Looking across the estuary from the hills above Aberdyfi, the uncertain morning light gave both sea and sky the diffuse grey of long-abandoned pewter. Behind me, the broken slope of the hillside carried an expanse of bracken fronds – colouring now into autumn. Stirred in the sharpening breeze from the east, they fell into patterns echoing the movement of the river surface below me. The tide had just begun to ebb, with streamers of foam starting to build across the mouth of the Afon Dyfi as increasing volumes of water began to sluice energetically seawards.
Far to the south the notched cliffs of Ceredigion retreated into the coastal murk, while closer at hand the dunes of Ynyslas defined the southern bank of the Dyfi. Caught in a dynamic balance of erosion and deposition, the pattern of dunes is edged to seaward with a ridge of rounded cobbles – visible as a grey band even from here, a mile or so distant. Beyond the sand dunes the great expanse of Cors Fochno, an impressive raised peat bog with its core still virtually wild, brought further diversity of colour and texture to the landscape. A line of silver, oddly straight in this almost fractal scene, marked the engineered course of the Afon Leri across the edge of the mire.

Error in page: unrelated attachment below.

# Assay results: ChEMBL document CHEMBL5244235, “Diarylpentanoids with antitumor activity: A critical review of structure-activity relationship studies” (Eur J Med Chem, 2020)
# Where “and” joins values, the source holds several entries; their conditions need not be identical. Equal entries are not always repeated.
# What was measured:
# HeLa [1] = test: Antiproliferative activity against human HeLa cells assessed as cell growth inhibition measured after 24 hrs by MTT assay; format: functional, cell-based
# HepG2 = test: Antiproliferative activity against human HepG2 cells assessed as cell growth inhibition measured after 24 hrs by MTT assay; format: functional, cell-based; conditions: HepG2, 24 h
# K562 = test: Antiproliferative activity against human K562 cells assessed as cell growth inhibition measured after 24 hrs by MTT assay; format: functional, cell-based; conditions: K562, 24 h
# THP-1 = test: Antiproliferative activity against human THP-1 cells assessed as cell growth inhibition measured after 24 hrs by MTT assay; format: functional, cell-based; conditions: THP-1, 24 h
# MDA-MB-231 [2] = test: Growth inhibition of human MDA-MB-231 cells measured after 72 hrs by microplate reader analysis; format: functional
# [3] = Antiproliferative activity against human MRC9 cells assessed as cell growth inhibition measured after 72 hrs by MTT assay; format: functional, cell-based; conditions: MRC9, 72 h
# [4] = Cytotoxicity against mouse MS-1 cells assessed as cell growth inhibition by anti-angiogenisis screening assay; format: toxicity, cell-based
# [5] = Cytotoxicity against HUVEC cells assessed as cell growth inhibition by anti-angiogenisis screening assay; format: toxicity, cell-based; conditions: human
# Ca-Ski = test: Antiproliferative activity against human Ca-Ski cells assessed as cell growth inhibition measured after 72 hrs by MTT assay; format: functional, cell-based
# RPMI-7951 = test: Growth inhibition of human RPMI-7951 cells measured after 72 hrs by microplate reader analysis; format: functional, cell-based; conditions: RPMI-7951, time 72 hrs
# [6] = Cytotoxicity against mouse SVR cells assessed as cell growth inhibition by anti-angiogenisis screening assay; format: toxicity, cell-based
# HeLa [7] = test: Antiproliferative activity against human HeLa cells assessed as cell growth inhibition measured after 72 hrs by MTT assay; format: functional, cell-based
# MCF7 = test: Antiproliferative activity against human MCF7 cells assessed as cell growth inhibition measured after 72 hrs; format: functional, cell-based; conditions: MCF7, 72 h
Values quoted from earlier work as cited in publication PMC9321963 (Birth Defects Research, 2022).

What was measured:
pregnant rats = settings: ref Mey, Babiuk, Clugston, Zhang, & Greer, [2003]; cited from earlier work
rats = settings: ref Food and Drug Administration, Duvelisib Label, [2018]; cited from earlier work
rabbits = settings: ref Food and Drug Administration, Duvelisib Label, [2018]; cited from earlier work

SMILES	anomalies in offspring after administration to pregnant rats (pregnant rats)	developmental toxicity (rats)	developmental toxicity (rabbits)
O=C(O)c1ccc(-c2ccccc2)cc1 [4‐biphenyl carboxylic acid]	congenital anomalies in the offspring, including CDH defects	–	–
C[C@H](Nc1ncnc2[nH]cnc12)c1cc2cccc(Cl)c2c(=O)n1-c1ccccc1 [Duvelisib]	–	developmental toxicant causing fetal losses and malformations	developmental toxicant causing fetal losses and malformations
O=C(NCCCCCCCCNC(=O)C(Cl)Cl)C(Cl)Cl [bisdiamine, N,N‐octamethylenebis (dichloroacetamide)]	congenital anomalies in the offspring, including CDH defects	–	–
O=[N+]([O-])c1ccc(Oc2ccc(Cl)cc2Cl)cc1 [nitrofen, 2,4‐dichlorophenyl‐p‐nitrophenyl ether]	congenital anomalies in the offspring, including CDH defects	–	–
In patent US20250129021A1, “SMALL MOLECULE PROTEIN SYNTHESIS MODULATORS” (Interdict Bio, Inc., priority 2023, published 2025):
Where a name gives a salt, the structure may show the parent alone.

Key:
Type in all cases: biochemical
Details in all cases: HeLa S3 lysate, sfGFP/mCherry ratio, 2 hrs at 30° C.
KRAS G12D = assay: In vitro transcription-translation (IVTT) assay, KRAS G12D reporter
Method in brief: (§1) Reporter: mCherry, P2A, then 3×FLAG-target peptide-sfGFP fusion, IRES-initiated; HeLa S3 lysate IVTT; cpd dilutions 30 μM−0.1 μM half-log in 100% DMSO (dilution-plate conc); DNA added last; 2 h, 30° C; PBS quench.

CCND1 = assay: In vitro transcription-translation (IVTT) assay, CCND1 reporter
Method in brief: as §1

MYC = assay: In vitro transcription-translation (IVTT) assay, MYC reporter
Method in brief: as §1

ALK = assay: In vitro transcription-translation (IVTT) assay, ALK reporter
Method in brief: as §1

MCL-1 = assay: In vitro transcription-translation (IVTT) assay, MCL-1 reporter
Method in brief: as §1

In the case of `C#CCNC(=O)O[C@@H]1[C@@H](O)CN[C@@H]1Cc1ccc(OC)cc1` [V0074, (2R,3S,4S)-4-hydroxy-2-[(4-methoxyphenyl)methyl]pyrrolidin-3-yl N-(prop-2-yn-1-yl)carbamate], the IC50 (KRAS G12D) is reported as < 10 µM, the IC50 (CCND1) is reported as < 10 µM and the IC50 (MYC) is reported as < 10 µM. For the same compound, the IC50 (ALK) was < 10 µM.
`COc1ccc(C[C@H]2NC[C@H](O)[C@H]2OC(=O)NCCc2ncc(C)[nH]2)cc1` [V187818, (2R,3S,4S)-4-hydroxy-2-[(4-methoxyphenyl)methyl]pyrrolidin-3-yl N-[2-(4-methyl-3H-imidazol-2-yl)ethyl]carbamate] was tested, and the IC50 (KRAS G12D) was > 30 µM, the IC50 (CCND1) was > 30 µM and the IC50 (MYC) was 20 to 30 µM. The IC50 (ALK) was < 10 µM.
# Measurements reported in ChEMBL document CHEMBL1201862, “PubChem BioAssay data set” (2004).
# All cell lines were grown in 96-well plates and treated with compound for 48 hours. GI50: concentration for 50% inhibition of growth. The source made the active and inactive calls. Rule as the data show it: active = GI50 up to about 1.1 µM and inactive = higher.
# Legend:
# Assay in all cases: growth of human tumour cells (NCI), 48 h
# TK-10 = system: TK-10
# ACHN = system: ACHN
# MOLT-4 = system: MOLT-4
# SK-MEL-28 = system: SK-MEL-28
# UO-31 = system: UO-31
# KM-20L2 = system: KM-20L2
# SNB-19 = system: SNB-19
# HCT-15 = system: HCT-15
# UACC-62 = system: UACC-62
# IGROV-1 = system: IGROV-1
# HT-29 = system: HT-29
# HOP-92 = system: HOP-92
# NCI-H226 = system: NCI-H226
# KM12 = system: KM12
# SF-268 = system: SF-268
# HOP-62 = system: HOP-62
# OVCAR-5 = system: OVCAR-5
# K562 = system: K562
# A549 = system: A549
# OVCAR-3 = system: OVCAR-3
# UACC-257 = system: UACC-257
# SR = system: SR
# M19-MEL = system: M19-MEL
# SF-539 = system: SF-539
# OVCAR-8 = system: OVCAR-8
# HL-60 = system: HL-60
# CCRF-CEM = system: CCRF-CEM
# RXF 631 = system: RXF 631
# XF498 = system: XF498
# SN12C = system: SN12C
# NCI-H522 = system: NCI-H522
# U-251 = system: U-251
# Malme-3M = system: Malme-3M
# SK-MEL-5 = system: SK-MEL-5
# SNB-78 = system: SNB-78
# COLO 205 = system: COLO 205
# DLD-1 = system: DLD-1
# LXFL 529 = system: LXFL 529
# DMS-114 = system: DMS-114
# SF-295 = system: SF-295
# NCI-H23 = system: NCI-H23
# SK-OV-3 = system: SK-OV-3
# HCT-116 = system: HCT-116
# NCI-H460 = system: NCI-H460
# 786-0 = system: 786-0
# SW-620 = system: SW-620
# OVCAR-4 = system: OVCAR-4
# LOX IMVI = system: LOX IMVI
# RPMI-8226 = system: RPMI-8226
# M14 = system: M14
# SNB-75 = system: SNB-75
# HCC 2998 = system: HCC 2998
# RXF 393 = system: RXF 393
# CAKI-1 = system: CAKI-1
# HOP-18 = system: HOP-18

The track across the hillside, edged with gorse flowers and a few late foxgloves, took me down towards the town, finally reached by a half-remembered path dropping between high hedges. The day had begun to warm, burning away the earlier mist and bringing solid colour to the landscape. Inland, the former mere suggestion of high ground resolved into familiar hills, framed by a deepening blue sky and fans of high white cloud.
As I headed eastwards towards Machynlleth, sunlight reflected sharply from the choppy waters of the Dyfi, throwing into silhouette a good-sized flock of oystercatchers strung out along the widening foreshore. I lost count at 50, which was perhaps a quarter of the group, and was glad to note that this throng included a number of paler, slightly scruffy, juvenile birds. A healthy presence, but the gathering of flocks in the estuary is a sign of approaching autumn that can no longer be ignored.